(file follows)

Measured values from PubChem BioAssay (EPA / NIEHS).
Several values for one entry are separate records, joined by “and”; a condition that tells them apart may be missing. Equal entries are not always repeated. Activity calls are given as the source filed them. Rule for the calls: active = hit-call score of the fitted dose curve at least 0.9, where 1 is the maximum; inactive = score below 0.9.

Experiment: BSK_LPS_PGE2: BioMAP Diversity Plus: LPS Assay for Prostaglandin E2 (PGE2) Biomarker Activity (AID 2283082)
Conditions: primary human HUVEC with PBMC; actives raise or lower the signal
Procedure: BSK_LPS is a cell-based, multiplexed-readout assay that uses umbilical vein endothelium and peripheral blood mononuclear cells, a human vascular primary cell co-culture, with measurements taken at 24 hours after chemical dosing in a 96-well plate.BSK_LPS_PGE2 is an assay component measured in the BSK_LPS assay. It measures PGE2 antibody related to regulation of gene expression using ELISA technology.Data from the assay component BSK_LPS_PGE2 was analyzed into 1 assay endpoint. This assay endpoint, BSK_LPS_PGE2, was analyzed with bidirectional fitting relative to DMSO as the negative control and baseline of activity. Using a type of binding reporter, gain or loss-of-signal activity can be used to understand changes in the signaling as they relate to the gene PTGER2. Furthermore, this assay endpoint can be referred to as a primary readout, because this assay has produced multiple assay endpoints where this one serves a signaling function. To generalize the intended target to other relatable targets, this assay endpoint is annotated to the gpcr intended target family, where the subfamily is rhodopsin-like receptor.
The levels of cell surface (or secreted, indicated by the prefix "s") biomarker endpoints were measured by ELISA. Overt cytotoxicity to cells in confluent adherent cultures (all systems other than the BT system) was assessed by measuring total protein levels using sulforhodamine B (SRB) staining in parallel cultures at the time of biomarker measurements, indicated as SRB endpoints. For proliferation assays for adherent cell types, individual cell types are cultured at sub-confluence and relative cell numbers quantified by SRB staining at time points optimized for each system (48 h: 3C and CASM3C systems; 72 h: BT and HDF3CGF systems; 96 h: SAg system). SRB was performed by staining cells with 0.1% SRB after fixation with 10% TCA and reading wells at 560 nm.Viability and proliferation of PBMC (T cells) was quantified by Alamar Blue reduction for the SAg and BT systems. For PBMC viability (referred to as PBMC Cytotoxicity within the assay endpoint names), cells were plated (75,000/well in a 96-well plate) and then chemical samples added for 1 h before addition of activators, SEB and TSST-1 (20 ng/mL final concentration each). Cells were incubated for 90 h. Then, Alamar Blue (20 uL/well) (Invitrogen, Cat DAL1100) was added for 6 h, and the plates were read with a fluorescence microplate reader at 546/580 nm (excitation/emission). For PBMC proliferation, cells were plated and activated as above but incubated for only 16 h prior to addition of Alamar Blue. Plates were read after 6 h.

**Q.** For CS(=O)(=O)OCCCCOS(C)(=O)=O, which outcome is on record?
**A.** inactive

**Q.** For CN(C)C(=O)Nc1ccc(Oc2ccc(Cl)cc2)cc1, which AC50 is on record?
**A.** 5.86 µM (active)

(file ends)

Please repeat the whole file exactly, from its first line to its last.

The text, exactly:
Measured values from PubChem BioAssay (EPA / NIEHS).
Several values for one entry are separate records, joined by “and”; a condition that tells them apart may be missing. Equal entries are not always repeated. Activity calls are given as the source filed them. Rule for the calls: active = hit-call score of the fitted dose curve at least 0.9, where 1 is the maximum; inactive = score below 0.9.

Experiment: BSK_LPS_PGE2: BioMAP Diversity Plus: LPS Assay for Prostaglandin E2 (PGE2) Biomarker Activity (AID 2283082)
Conditions: primary human HUVEC with PBMC; actives raise or lower the signal
Procedure: BSK_LPS is a cell-based, multiplexed-readout assay that uses umbilical vein endothelium and peripheral blood mononuclear cells, a human vascular primary cell co-culture, with measurements taken at 24 hours after chemical dosing in a 96-well plate.BSK_LPS_PGE2 is an assay component measured in the BSK_LPS assay. It measures PGE2 antibody related to regulation of gene expression using ELISA technology.Data from the assay component BSK_LPS_PGE2 was analyzed into 1 assay endpoint. This assay endpoint, BSK_LPS_PGE2, was analyzed with bidirectional fitting relative to DMSO as the negative control and baseline of activity. Using a type of binding reporter, gain or loss-of-signal activity can be used to understand changes in the signaling as they relate to the gene PTGER2. Furthermore, this assay endpoint can be referred to as a primary readout, because this assay has produced multiple assay endpoints where this one serves a signaling function. To generalize the intended target to other relatable targets, this assay endpoint is annotated to the gpcr intended target family, where the subfamily is rhodopsin-like receptor.
The levels of cell surface (or secreted, indicated by the prefix "s") biomarker endpoints were measured by ELISA. Overt cytotoxicity to cells in confluent adherent cultures (all systems other than the BT system) was assessed by measuring total protein levels using sulforhodamine B (SRB) staining in parallel cultures at the time of biomarker measurements, indicated as SRB endpoints. For proliferation assays for adherent cell types, individual cell types are cultured at sub-confluence and relative cell numbers quantified by SRB staining at time points optimized for each system (48 h: 3C and CASM3C systems; 72 h: BT and HDF3CGF systems; 96 h: SAg system). SRB was performed by staining cells with 0.1% SRB after fixation with 10% TCA and reading wells at 560 nm.Viability and proliferation of PBMC (T cells) was quantified by Alamar Blue reduction for the SAg and BT systems. For PBMC viability (referred to as PBMC Cytotoxicity within the assay endpoint names), cells were plated (75,000/well in a 96-well plate) and then chemical samples added for 1 h before addition of activators, SEB and TSST-1 (20 ng/mL final concentration each). Cells were incubated for 90 h. Then, Alamar Blue (20 uL/well) (Invitrogen, Cat DAL1100) was added for 6 h, and the plates were read with a fluorescence microplate reader at 546/580 nm (excitation/emission). For PBMC proliferation, cells were plated and activated as above but incubated for only 16 h prior to addition of Alamar Blue. Plates were read after 6 h.

**Q.** For CS(=O)(=O)OCCCCOS(C)(=O)=O, which outcome is on record?
**A.** inactive

**Q.** For CN(C)C(=O)Nc1ccc(Oc2ccc(Cl)cc2)cc1, which AC50 is on record?
**A.** 5.86 µM (active)